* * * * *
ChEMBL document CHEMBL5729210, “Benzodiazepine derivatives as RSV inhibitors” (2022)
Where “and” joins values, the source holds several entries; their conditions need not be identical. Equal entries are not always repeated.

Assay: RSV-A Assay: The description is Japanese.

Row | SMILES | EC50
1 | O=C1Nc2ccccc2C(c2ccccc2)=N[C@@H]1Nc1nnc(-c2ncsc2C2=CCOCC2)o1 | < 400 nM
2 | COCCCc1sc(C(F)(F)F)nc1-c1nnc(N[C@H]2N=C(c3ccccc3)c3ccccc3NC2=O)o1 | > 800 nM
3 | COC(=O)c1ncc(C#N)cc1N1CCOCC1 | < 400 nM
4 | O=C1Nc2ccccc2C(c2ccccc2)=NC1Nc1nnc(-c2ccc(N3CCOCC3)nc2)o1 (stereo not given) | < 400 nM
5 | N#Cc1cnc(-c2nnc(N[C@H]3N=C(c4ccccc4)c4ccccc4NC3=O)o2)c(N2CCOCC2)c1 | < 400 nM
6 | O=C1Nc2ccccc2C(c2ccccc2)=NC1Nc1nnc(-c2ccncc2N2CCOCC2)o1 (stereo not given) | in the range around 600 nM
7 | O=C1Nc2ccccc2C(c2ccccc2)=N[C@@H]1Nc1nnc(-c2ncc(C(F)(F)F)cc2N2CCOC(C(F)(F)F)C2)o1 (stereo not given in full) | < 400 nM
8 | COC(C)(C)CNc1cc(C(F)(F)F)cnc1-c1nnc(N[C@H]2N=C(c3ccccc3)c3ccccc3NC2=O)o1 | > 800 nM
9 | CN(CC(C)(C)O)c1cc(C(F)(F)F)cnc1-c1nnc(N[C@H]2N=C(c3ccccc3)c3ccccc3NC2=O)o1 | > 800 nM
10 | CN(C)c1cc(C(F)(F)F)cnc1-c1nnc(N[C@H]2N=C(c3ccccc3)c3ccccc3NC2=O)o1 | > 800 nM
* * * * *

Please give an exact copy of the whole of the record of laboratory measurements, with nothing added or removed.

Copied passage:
ChEMBL document CHEMBL5729210, “Benzodiazepine derivatives as RSV inhibitors” (2022)
Where “and” joins values, the source holds several entries; their conditions need not be identical. Equal entries are not always repeated.

Assay: RSV-A Assay: The description is Japanese.

Row | SMILES | EC50
1 | O=C1Nc2ccccc2C(c2ccccc2)=N[C@@H]1Nc1nnc(-c2ncsc2C2=CCOCC2)o1 | < 400 nM
2 | COCCCc1sc(C(F)(F)F)nc1-c1nnc(N[C@H]2N=C(c3ccccc3)c3ccccc3NC2=O)o1 | > 800 nM
3 | COC(=O)c1ncc(C#N)cc1N1CCOCC1 | < 400 nM
4 | O=C1Nc2ccccc2C(c2ccccc2)=NC1Nc1nnc(-c2ccc(N3CCOCC3)nc2)o1 (stereo not given) | < 400 nM
5 | N#Cc1cnc(-c2nnc(N[C@H]3N=C(c4ccccc4)c4ccccc4NC3=O)o2)c(N2CCOCC2)c1 | < 400 nM
6 | O=C1Nc2ccccc2C(c2ccccc2)=NC1Nc1nnc(-c2ccncc2N2CCOCC2)o1 (stereo not given) | in the range around 600 nM
7 | O=C1Nc2ccccc2C(c2ccccc2)=N[C@@H]1Nc1nnc(-c2ncc(C(F)(F)F)cc2N2CCOC(C(F)(F)F)C2)o1 (stereo not given in full) | < 400 nM
8 | COC(C)(C)CNc1cc(C(F)(F)F)cnc1-c1nnc(N[C@H]2N=C(c3ccccc3)c3ccccc3NC2=O)o1 | > 800 nM
9 | CN(CC(C)(C)O)c1cc(C(F)(F)F)cnc1-c1nnc(N[C@H]2N=C(c3ccccc3)c3ccccc3NC2=O)o1 | > 800 nM
10 | CN(C)c1cc(C(F)(F)F)cnc1-c1nnc(N[C@H]2N=C(c3ccccc3)c3ccccc3NC2=O)o1 | > 800 nM